The name Mendoza means "cold mountain", derived from the Basque words mendi (mountain) and (h)otz (cold) + definite article '-a' (Mendoza being mendi+(h)otza). The original Basque form with an affricate sibilant (/ts/, Basque spelling /tz/) evolved in Spanish to the current form.
Originally the noble family line bearing the surname was based in the castle of the same name, not far from Vitoria-Gasteiz, Basque Country, where it still stands out. However, one of the family branches comes from Laudio, 50 km away to the northwest from Vitoria-Gasteiz. The family got involved in the medieval bloody War of the Clans. Not only that, the house of Mendoza set up close ties with Castile since the High Middle Ages, with its members participating in their civil wars and the Castilian expansion south. They got wider renown after their involvement in the conquest of America after 1492.
In Erandio, a baserri exists with the same name. Its original name "mendotza" developed to "mendontze" in the 1890s, "mendoche" in the 1920s, "mendotxe" in the 1980s to the restored original of "mendotza" being the current.
The Province of Mendoza (Spanish pronunciation:[menˈdosa]) is a province of Argentina, located in the western central part of the country in the Cuyo region. It borders to the north with San Juan, the south with La Pampa and Neuquén, the east with San Luis, and to the west with the republic of Chile; the international limit is marked by the Andes mountain range. Its capital city is the homonymous city of Mendoza.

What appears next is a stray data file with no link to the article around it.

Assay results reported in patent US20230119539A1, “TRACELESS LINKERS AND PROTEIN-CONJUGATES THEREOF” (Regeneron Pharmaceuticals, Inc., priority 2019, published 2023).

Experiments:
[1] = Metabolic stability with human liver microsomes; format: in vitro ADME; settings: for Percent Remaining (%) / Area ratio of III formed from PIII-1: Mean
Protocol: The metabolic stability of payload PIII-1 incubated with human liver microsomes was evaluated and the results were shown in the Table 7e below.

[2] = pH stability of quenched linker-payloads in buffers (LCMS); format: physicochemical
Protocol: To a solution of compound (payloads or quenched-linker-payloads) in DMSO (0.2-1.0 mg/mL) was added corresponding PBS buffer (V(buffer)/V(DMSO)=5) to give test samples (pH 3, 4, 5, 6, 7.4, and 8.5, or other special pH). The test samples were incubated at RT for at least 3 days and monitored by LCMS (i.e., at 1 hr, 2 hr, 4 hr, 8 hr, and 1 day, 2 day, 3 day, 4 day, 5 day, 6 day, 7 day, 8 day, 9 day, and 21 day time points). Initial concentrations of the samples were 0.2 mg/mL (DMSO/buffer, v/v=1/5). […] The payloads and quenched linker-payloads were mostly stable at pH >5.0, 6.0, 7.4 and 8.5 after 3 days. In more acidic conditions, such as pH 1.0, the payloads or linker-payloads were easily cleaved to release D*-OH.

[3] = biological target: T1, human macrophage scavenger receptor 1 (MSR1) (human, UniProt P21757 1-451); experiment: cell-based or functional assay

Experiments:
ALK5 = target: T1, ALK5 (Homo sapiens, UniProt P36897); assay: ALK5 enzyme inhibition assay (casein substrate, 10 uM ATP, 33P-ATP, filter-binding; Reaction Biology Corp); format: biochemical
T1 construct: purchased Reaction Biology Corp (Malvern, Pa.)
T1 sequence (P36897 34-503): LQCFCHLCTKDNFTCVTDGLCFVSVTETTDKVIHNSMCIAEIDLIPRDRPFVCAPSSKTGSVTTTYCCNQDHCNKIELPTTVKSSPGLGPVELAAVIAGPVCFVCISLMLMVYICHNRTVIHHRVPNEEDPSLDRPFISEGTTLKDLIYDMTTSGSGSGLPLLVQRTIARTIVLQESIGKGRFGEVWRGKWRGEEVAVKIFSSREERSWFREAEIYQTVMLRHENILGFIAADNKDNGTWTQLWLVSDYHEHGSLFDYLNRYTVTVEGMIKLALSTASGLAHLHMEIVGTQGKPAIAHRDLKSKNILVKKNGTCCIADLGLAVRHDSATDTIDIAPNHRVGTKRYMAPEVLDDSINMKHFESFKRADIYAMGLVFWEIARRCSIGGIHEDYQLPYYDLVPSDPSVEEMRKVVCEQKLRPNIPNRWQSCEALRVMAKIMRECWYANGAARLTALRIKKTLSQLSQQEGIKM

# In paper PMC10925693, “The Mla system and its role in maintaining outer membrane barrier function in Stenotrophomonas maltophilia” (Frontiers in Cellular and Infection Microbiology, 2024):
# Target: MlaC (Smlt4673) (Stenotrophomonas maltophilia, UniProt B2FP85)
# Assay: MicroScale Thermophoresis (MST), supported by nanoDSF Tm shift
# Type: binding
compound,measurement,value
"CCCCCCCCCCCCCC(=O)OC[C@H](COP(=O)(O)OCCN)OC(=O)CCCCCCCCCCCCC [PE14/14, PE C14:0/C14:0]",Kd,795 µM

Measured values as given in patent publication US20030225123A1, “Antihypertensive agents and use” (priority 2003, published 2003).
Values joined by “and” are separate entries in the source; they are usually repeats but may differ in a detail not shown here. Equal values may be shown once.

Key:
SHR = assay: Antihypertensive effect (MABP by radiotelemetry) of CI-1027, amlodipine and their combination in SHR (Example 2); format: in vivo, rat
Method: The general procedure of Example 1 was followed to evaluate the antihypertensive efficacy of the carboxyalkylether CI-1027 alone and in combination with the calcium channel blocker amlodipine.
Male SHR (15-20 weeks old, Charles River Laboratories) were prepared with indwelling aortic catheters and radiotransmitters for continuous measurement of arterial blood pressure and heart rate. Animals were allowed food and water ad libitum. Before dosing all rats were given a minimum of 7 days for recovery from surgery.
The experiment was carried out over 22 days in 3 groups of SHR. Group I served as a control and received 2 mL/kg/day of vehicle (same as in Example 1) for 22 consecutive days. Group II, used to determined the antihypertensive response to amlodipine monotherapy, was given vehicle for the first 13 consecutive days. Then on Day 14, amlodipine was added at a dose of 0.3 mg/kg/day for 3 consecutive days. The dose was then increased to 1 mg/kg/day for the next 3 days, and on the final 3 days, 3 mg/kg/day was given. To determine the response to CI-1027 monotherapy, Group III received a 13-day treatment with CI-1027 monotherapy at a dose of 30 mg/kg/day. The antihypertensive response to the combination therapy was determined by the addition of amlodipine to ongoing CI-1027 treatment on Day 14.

Covering an area of 148.827km², it is the seventh biggest province of Argentina with 5.35% of the country's total surface. The population for 2010 is 1,741,610 inhabitants, which makes it the fourth largest populated province of the country, or 4.35% of the total national population.
Archeological studies have determined that the first inhabitants in the area date from the Holocene, but there are few remains of those people to know their habits. The earliest sites of human occupation in Mandoza Province, Agua de la Cueva and Gruta del Indio, are 12-13,000 years old. On the basin of the Atuel River, in 300 BC lived a group of people that lived from hunting, and the cultivation of maize, pumpkins and beans. Those valleys saw the rise of the Agrelo culture, antecesor of the Huarpes. They received influences of the Inca empire during the 15th century. Oral tradition sets the arrival of the Inca Túpac Yupanqui to Coquimbo by 1470.